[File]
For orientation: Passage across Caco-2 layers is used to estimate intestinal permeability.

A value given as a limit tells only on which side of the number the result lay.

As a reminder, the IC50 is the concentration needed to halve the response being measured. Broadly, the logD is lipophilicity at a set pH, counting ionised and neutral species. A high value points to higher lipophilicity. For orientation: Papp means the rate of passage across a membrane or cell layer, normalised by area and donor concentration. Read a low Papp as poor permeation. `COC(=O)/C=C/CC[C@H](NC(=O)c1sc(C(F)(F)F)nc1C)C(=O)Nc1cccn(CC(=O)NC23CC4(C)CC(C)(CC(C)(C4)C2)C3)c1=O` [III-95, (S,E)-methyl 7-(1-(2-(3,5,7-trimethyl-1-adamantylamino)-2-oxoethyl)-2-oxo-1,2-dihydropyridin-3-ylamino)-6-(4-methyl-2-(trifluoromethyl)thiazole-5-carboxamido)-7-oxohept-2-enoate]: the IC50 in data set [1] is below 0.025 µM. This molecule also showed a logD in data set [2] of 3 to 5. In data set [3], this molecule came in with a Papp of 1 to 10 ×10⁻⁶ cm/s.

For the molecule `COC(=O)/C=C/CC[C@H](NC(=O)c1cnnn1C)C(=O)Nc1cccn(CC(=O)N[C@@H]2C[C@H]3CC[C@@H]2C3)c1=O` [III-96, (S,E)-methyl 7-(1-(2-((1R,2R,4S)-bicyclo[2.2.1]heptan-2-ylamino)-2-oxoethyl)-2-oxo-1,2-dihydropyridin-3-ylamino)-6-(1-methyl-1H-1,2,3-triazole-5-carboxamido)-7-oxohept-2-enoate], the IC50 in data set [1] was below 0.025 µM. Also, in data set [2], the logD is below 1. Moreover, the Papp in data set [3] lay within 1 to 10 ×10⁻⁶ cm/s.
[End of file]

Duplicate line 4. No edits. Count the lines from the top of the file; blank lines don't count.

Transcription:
For the molecule `COC(=O)/C=C/CC[C@H](NC(=O)c1cnnn1C)C(=O)Nc1cccn(CC(=O)N[C@@H]2C[C@H]3CC[C@@H]2C3)c1=O` [III-96, (S,E)-methyl 7-(1-(2-((1R,2R,4S)-bicyclo[2.2.1]heptan-2-ylamino)-2-oxoethyl)-2-oxo-1,2-dihydropyridin-3-ylamino)-6-(1-methyl-1H-1,2,3-triazole-5-carboxamido)-7-oxohept-2-enoate], the IC50 in data set [1] was below 0.025 µM. Also, in data set [2], the logD is below 1. Moreover, the Papp in data set [3] lay within 1 to 10 ×10⁻⁶ cm/s.